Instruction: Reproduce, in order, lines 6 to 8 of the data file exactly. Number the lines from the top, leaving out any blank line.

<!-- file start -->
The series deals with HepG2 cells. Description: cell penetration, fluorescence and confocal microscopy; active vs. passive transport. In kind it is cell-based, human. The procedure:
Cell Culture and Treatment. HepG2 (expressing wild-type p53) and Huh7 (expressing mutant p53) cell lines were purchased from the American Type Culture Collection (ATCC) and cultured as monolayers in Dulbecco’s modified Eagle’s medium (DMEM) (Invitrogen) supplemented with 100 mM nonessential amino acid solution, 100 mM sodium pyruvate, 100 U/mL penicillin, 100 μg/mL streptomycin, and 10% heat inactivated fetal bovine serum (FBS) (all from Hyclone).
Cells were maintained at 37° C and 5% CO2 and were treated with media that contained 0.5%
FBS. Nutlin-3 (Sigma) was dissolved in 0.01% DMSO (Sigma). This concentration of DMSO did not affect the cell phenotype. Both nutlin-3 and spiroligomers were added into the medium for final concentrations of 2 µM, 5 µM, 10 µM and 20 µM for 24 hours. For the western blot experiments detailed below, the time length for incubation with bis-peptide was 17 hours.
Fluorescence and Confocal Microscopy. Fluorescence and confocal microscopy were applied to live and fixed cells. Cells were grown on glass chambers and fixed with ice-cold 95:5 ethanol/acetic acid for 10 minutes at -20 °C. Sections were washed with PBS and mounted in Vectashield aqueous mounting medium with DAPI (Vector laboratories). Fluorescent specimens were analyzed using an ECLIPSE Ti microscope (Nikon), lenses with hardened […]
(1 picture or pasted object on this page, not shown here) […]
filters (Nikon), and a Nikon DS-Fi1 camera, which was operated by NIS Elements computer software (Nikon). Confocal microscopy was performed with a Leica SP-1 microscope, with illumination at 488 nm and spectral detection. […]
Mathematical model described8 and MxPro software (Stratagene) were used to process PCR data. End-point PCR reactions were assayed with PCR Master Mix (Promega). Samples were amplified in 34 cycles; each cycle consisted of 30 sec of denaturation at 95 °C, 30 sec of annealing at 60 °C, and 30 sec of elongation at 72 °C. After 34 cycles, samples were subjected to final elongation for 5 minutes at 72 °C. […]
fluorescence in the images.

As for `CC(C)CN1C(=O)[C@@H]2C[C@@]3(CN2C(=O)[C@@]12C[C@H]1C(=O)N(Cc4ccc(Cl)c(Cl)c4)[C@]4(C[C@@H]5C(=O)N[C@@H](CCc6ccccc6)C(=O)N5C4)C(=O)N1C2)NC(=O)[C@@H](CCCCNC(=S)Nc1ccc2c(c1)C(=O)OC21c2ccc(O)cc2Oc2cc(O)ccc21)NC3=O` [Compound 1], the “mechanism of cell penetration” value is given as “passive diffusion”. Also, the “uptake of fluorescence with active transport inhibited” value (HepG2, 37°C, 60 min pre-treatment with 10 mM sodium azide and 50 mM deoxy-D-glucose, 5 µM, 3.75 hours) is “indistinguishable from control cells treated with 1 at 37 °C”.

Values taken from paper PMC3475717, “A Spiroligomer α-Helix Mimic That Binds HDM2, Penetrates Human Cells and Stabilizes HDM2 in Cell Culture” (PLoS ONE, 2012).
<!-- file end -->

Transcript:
(1 picture or pasted object on this page, not shown here) […]
filters (Nikon), and a Nikon DS-Fi1 camera, which was operated by NIS Elements computer software (Nikon). Confocal microscopy was performed with a Leica SP-1 microscope, with illumination at 488 nm and spectral detection. […]
Mathematical model described8 and MxPro software (Stratagene) were used to process PCR data. End-point PCR reactions were assayed with PCR Master Mix (Promega). Samples were amplified in 34 cycles; each cycle consisted of 30 sec of denaturation at 95 °C, 30 sec of annealing at 60 °C, and 30 sec of elongation at 72 °C. After 34 cycles, samples were subjected to final elongation for 5 minutes at 72 °C. […]